I’ve been building a SaaS product called InfoToggle as a side project. My previous post has details on what it is and what it does.
As a programmer having a side project is a good way to learn new technologies that you might not come across in your regular job. Having a project means there’s a clear problem you want to solve and you get to choose the most suitable tools to solve it.
In the context of InfoToggle I had a chance to learn multiple new tools, including Laravel, Docker, React Hooks, Stripe, and some AWS features like CloudFront.
Laravel: thumbs up
A big initial impetus for this whole project was to test out Laravel framework. I had heard many good things about it and wanted to see what a modern PHP framework would look like. I’e used Zend Framework in my jobby job and it works there but it’s no fun to use really.
Laravel’s tagline “freeing you to create without sweating the small things” is pretty spot on. The framework has a lot of built-in functionality and sensible defaults for creating basic web apps. Creating new routes, controllers, database migrations, and events is all very streamlined.
Occasionally some of the inner workings of Laravel might feel a bit too magical which might become a problem in a bigger web app. The call stacks for some of the errors are *wild* but mostly it just works and it’s fast enough for a basic web app. Laravel’s documentation is also pretty good, at least compared to Zend.
Technical Challenges with Stripe
One of the biggest hurdles was building the subscription system. Billing happens through Stripe and integrating with their subscription flow took a month and a half (not full time, but working hours here and there.) That’s a pretty big chunk of time where little progress was made.
Don’t get me wrong, Stripe is probably the best payment processor there is and others would probably have taken far longer. The problem with Stripe was mostly that there are quite many different ways to create a sign up / subscription flow and there is no clear path to choose the correct one.
On top of that their documentation occasionally had PSD2-related warnings “Are you in Europe? Then you probably shouldn’t be using this method but this other one here which is in beta and doesn’t have the same features.”
Stripe webhook matching
Most of Stripe’s flows work by sending requests to a webhook you set up. One of the biggest source of my confusion was that there was no single way of matching an incoming webhook event to a customer.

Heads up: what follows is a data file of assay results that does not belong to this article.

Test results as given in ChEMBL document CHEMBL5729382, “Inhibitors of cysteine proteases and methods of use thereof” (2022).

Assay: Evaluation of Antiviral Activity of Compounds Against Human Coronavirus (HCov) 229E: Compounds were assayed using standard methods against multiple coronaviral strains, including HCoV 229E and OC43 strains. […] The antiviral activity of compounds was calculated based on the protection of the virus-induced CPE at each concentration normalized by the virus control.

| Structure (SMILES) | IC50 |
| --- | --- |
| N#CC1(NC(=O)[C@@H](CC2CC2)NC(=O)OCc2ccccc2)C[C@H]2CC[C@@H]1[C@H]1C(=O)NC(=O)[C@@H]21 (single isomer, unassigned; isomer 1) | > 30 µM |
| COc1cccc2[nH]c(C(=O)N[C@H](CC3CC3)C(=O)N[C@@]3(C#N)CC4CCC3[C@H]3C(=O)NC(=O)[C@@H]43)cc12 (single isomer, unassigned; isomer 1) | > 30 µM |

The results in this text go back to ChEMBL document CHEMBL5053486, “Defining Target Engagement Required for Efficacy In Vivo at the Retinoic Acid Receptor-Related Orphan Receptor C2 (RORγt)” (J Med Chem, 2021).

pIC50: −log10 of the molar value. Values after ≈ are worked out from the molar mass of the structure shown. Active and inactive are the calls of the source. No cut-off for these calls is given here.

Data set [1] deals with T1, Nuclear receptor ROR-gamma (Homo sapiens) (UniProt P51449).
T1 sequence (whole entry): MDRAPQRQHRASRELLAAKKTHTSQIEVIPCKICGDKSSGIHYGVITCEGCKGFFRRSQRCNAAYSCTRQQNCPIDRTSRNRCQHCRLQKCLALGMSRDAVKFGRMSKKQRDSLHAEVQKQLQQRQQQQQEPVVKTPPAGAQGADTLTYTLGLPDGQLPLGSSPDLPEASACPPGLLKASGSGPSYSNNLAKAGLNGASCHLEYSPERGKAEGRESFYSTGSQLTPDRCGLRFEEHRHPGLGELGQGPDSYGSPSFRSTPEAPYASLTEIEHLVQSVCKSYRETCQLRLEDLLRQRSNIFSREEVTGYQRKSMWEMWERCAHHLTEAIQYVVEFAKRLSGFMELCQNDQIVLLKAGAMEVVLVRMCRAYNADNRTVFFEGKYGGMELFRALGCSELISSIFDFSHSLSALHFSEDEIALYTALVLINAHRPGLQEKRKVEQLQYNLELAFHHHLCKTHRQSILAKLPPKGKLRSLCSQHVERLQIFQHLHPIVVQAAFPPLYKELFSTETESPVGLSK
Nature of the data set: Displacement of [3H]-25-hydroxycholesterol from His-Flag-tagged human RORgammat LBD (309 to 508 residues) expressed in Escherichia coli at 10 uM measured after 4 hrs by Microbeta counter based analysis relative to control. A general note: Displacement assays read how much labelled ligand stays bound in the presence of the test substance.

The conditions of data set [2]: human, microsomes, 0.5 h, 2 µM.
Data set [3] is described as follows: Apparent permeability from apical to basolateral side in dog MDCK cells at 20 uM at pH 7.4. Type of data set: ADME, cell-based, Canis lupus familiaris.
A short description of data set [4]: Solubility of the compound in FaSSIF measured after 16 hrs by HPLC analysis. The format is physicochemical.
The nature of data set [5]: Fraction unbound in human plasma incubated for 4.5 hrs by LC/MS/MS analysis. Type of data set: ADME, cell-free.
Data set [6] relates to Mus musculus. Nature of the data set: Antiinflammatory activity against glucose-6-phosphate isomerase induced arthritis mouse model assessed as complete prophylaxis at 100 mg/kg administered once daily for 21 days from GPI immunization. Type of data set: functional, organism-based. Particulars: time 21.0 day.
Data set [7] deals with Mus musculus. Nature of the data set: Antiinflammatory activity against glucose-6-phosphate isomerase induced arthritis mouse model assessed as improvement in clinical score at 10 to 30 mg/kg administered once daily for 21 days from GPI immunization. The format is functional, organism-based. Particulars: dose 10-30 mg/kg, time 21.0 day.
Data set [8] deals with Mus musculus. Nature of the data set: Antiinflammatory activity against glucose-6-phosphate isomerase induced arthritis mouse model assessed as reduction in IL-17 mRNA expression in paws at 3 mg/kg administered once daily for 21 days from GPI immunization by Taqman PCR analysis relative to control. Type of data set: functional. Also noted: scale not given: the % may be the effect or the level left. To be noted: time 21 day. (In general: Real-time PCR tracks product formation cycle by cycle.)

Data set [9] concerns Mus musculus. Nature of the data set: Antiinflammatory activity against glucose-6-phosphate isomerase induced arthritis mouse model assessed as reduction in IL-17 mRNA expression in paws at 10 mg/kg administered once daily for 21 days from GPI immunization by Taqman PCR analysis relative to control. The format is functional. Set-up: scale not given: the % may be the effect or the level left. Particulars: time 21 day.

You can tie a “client reference ID” to Stripe’s customer objects (usually the customer’s ID in your own system) but only some of the events sent back to you include the reference. Other times you are left trying to match a subscription ID to a ID you know or in worst case an email address.
Some of Stripe’s events include a Customer ID (in Stripe’s system) and once you can match that to a known ID you are mostly set. But for example the “customer created”, “subscription created”, and “invoice created” events can arrive in any order and each has a different set of identifiers that you must keep track of and try to match to later requests. I still have a hundred line function whose only job is to match an incoming Stripe event to a customer in my database.
I’ve avoided Docker for a very long time, mostly because in my job I have worked on just a single project where I had the development and production environments set up. But at this point Docker seems to be required knowledge pretty much everywhere so why not try it?
It seems that waiting with Docker was partly a good thing. Researching how to configure Docker (and Docker Compose) revealed that the configuration options and syntaxes haves changed at least a couple times. This made following tutorials quite difficult as most of the examples didn’t work anymore when run against a recent version of Docker.
What’s positive about docker is that it makes deployments easy. Replicating the production environment is also easy although I haven’t needed that apart from adding a separate testing environment.
Docker was also the biggest source of WTFs along with Stripe. Most of this stems from all Docker tutorials and examples being about building a development environment with Docker.
Very little of that is applicable when deploying to production which was what I tried to achieve. For example Docker volumes work completely different locally and on a server. In the end I needed to have two separate configurations for building the development environment and the production environment which feels a bit silly.
Another small disadvantage with Docker is that deployments on the go over a cell phone connection take a long time. Apparently there’s quite a lot of data transfer happening?
Quick shout out to React Hooks: they work, and make developing basic components that much nicer. Use them.
That’s it for now! Everything sort of works and I’m pretty happy with the stack as it is. There are also many parts that didn’t get a mention, maybe more on those next time.